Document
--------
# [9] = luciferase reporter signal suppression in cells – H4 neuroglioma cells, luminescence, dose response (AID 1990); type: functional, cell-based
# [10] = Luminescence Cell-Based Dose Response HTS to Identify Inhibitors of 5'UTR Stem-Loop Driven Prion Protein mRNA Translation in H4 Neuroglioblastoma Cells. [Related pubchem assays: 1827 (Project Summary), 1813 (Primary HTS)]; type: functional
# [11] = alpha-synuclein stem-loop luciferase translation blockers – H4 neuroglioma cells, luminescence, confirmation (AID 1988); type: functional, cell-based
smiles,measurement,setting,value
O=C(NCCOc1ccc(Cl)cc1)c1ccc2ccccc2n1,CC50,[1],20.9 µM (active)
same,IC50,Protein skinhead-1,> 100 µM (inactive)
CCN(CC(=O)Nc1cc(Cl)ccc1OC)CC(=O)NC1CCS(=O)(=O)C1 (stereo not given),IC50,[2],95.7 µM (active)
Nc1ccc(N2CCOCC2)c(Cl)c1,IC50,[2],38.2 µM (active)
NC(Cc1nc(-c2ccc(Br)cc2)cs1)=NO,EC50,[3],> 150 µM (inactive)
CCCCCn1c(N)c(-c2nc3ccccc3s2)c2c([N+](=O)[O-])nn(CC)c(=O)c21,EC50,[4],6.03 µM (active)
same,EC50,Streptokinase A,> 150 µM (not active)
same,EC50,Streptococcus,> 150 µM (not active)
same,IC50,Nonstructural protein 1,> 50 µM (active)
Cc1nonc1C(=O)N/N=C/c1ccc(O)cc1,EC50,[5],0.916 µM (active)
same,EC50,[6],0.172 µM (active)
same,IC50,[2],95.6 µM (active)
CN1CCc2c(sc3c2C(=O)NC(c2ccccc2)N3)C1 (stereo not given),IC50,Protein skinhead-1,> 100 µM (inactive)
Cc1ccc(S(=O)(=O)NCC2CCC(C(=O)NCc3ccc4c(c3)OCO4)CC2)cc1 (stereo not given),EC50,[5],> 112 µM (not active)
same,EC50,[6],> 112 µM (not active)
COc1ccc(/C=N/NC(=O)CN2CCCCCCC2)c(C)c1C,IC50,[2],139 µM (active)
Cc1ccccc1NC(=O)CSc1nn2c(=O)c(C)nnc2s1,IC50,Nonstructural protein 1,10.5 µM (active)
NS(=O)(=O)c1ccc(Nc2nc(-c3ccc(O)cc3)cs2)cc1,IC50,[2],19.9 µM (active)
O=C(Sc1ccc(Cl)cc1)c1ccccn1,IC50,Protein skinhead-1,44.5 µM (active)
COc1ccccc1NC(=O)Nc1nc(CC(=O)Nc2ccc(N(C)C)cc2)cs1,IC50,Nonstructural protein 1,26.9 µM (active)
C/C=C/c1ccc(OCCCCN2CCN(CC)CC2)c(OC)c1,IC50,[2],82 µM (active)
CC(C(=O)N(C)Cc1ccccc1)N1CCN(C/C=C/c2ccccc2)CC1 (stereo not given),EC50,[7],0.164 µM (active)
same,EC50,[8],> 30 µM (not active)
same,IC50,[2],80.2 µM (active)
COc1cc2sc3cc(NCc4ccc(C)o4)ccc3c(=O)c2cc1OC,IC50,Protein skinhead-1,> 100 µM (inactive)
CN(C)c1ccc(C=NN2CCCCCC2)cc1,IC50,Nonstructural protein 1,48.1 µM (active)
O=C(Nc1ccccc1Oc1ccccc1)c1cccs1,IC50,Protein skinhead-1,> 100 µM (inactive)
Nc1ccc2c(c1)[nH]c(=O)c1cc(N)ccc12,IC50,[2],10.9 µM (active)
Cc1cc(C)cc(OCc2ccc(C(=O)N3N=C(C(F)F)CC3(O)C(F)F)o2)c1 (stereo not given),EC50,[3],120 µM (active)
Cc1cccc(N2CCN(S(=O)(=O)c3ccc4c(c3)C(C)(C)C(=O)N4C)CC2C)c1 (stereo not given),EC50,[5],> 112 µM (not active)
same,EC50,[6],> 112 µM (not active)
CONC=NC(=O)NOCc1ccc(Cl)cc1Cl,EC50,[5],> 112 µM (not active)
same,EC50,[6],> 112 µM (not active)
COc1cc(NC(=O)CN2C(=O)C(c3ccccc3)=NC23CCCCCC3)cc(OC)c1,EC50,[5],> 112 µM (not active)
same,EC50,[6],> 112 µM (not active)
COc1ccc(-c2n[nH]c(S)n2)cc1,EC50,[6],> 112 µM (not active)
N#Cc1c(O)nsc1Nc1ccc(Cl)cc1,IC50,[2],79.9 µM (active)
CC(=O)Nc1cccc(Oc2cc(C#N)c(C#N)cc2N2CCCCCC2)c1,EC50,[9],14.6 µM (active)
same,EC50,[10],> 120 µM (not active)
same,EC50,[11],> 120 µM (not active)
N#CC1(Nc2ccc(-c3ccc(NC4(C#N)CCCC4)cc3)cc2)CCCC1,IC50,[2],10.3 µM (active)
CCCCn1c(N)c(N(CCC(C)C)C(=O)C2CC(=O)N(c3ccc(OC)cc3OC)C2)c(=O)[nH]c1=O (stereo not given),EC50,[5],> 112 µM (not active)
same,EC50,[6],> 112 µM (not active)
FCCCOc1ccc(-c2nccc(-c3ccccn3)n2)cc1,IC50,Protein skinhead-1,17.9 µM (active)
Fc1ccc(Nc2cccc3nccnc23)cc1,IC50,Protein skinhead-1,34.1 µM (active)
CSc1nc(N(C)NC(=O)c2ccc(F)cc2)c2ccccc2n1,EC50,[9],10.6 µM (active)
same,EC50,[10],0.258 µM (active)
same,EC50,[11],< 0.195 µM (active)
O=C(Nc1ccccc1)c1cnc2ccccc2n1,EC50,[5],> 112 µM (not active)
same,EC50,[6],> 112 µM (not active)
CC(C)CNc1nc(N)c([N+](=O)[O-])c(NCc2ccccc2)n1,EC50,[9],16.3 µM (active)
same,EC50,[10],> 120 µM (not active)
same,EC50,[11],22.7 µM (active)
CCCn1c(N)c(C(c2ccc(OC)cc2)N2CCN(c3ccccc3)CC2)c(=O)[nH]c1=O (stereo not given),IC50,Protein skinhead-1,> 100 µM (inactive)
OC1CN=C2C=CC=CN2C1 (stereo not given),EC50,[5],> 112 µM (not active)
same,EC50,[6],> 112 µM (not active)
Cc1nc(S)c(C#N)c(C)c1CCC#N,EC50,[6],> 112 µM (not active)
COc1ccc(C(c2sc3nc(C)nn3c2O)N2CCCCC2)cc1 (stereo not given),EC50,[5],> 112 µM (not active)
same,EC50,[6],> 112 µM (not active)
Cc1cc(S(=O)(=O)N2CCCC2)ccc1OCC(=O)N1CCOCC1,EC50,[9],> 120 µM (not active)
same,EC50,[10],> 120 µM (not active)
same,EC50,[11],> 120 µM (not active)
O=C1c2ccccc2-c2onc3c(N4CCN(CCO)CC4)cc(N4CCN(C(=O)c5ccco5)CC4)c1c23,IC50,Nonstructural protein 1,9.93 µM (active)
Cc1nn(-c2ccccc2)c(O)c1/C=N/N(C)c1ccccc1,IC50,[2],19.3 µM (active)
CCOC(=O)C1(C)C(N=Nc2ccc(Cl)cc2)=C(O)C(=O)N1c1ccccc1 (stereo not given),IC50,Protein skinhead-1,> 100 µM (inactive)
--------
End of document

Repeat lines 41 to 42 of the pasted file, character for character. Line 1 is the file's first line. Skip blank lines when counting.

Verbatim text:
N#Cc1c(O)nsc1Nc1ccc(Cl)cc1,IC50,[2],79.9 µM (active)
CC(=O)Nc1cccc(Oc2cc(C#N)c(C#N)cc2N2CCCCCC2)c1,EC50,[9],14.6 µM (active)